In our legislators the boys see the same.   Like automatons, our gynocentric male legislators do exactly the same thing.  We have seen them focus on women’s and girls needs,  especially for the last 50 years and ignore the needs of men.  Just like the boys were taught, just like the boys saw from their father, just like we see in the media. Now our legislators are acting out this same foot soldier pattern by enacting laws to help women and girls and completely ignore the needs of boys and men.  Domestic violence laws like the Violence Against WOMEN Act, the rape shield laws, sexual harassment laws, workplace harassment, affirmative action for women and girls, title IX and on and on.  Boys and men are an afterthought.

Gynocentrism is bad enough but what happened In the past 50 years put a new sinister spin on the gynocentric foot soldiers  Now it wasn’t just girls first and big boys don’t cry, now the new fabricated twist was that women and girls were oppressed, by men.   Our young men make it to middle or high school after years of gynocentric training and now they must deal with a new monster, the lethal and incorrect mantra:  Men oppressed women and women are victims. If they contradicted or questioned a party line about women and girls being victims or having special needs they would face overwhelming opposition.  Much of that opposition would be from gynocentric soldiers protecting women. 

So on top of the ideas that boys are here to protect, care for, and provide for women is the bizarre notion that the very people who had been providing and protecting them were now guilty somehow of being perennial abusers of women and girls. So now men and boys need to provide and protect women and also atone for some mythical oppression of those they have sacrificed for years.  Really? Maybe put even more simply, it’s like having a slave owner tell his slaves that they had oppressed him in the past and that their ancestors had oppressed him as well and they now need to make up for that with special treatment for him.  Enough said.

Our boys face a routine and unacknowledged training to be gynocentric foot soldiers. The male sex role is based on placing the needs , safety, and desires of women and girls on a higher level than those of men.  If we ignore this foundation we are sure to fail in serving men.   From the childhood messages like big boys don’t cry to viewing the vast majority of male role models who are serving the needs of women and neglecting their own wants and needs our boys rarely see a man choosing consciously and going his own way.  This needs to change.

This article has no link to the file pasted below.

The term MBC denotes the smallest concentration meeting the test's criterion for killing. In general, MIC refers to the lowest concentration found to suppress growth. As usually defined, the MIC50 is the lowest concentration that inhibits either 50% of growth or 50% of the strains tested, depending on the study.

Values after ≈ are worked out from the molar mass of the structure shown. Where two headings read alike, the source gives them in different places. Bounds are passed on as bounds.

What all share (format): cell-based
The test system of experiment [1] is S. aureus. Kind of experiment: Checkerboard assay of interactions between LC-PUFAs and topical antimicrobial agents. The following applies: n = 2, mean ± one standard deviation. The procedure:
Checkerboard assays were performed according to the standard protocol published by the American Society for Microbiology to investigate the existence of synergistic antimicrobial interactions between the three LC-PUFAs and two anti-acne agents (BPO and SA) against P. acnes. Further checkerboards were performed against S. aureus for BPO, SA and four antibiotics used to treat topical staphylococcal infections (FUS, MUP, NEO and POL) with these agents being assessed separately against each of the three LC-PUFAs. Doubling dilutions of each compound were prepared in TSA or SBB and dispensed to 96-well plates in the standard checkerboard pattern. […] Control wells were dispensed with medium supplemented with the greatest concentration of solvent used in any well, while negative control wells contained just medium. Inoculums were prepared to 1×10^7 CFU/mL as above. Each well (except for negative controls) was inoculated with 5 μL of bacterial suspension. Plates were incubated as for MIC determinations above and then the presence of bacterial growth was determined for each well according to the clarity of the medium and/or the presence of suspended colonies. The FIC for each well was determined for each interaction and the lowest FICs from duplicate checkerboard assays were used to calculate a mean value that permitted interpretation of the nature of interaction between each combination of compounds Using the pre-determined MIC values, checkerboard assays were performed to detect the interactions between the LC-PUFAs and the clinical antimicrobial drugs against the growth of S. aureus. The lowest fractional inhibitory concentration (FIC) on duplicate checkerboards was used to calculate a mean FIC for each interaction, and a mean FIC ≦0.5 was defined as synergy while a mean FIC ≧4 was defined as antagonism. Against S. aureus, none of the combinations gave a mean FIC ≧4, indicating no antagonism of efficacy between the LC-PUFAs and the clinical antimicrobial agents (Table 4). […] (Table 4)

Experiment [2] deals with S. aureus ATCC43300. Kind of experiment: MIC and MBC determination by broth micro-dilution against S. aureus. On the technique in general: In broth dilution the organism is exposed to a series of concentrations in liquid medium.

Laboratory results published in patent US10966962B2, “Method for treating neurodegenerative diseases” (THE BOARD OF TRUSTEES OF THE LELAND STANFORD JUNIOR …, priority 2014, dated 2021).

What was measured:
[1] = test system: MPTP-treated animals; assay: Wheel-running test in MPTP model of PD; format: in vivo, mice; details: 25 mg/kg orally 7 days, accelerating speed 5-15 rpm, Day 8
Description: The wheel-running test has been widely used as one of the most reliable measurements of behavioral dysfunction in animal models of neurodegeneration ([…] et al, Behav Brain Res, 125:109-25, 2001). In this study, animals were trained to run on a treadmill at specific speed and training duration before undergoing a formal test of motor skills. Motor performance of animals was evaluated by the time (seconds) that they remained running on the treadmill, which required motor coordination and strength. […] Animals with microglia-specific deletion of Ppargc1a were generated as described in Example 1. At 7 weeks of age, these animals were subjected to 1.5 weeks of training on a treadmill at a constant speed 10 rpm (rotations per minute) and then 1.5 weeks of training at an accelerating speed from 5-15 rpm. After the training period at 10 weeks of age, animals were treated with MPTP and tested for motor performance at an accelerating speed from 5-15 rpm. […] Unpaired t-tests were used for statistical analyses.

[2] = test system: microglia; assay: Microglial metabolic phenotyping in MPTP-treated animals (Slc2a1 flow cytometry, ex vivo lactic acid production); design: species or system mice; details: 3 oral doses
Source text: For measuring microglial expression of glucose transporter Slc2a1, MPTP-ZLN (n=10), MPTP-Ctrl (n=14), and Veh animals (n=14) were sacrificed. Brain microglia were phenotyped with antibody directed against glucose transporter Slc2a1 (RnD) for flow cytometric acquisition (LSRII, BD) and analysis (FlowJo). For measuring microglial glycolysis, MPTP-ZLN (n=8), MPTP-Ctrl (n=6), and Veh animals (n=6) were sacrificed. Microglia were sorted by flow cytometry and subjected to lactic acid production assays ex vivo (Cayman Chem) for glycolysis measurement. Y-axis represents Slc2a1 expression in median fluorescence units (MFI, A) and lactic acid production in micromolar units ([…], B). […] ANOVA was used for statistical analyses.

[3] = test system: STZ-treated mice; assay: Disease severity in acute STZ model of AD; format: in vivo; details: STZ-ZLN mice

If we are really going to free men from their roles we will need to help them first with what has been drilled into them and is facilitated by their biology: putting women first.   Instead of trying to teach boys to cry we need to teach boys that their needs are of importance.  We will need to teach boys that it is not mandatory for them to provide and protect for others, that it is also okay for them to simply care for themselves.  We need to help them see the value in their being, not just in their doing and we need to help them see that, in spite of what the culture and feminists might say,  men are good.  Then once they have the data, once they get the information and understand the gynocentric yoke, then and only then should we let them go whatever way they want.  If they want to get married then so be it.  If they want to move to the desert and be a hermit then so be it.  Unlike the feminists who push women into certain roles and shame them for others, we need to bless the boys in their own choices whatever they might be.  

Men are indeed good.

Original Men’s Issues Video w/ audio

 

Here is the original Men’s Issues Video with the audio:

 

After being on youtube for nearly 8 years Youtube decided that the background music in this video was a copyright infringement and without any warning simply muted the audio.  This was the first video I had done and at the time I simply didn’t think that using background music in a free, non-commercial, educational video was going to cause a fuss.  I guess I was wrong.

 

Lesson learned.

 

 

Grief and Suicide

The One-Sided Narrative of Domestic Violence

Möbius_strip
The Mobius Strip only has one side and is not too dissimilar to the narrative on domestic violence.